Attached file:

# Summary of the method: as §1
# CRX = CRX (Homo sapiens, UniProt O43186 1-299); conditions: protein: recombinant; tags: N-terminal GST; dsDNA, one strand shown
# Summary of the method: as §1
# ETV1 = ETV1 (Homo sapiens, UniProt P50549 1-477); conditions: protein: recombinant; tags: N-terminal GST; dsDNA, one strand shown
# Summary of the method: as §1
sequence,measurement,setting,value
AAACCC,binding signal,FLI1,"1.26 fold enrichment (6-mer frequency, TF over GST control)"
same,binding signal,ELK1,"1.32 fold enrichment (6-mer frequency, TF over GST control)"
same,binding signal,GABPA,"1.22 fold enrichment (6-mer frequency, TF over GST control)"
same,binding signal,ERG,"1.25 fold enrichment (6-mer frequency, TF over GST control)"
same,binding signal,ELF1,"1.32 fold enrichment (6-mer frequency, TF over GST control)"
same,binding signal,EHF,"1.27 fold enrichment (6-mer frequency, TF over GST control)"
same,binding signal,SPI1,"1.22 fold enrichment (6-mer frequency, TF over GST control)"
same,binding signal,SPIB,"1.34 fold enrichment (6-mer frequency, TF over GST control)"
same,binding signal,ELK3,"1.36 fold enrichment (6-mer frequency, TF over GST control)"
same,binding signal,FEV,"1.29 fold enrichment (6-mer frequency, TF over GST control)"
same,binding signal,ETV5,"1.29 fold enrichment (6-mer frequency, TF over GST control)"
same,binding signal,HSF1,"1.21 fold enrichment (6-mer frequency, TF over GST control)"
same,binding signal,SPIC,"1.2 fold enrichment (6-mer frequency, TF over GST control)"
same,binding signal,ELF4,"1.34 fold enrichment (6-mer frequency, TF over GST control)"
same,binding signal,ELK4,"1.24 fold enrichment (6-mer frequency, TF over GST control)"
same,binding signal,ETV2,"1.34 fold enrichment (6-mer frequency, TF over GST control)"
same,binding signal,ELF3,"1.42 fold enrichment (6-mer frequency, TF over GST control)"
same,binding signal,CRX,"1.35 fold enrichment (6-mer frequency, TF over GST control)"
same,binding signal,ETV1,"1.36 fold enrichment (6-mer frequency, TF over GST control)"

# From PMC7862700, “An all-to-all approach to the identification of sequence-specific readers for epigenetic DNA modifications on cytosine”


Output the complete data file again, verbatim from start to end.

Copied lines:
# Summary of the method: as §1
# CRX = CRX (Homo sapiens, UniProt O43186 1-299); conditions: protein: recombinant; tags: N-terminal GST; dsDNA, one strand shown
# Summary of the method: as §1
# ETV1 = ETV1 (Homo sapiens, UniProt P50549 1-477); conditions: protein: recombinant; tags: N-terminal GST; dsDNA, one strand shown
# Summary of the method: as §1
sequence,measurement,setting,value
AAACCC,binding signal,FLI1,"1.26 fold enrichment (6-mer frequency, TF over GST control)"
same,binding signal,ELK1,"1.32 fold enrichment (6-mer frequency, TF over GST control)"
same,binding signal,GABPA,"1.22 fold enrichment (6-mer frequency, TF over GST control)"
same,binding signal,ERG,"1.25 fold enrichment (6-mer frequency, TF over GST control)"
same,binding signal,ELF1,"1.32 fold enrichment (6-mer frequency, TF over GST control)"
same,binding signal,EHF,"1.27 fold enrichment (6-mer frequency, TF over GST control)"
same,binding signal,SPI1,"1.22 fold enrichment (6-mer frequency, TF over GST control)"
same,binding signal,SPIB,"1.34 fold enrichment (6-mer frequency, TF over GST control)"
same,binding signal,ELK3,"1.36 fold enrichment (6-mer frequency, TF over GST control)"
same,binding signal,FEV,"1.29 fold enrichment (6-mer frequency, TF over GST control)"
same,binding signal,ETV5,"1.29 fold enrichment (6-mer frequency, TF over GST control)"
same,binding signal,HSF1,"1.21 fold enrichment (6-mer frequency, TF over GST control)"
same,binding signal,SPIC,"1.2 fold enrichment (6-mer frequency, TF over GST control)"
same,binding signal,ELF4,"1.34 fold enrichment (6-mer frequency, TF over GST control)"
same,binding signal,ELK4,"1.24 fold enrichment (6-mer frequency, TF over GST control)"
same,binding signal,ETV2,"1.34 fold enrichment (6-mer frequency, TF over GST control)"
same,binding signal,ELF3,"1.42 fold enrichment (6-mer frequency, TF over GST control)"
same,binding signal,CRX,"1.35 fold enrichment (6-mer frequency, TF over GST control)"
same,binding signal,ETV1,"1.36 fold enrichment (6-mer frequency, TF over GST control)"

# From PMC7862700, “An all-to-all approach to the identification of sequence-specific readers for epigenetic DNA modifications on cytosine”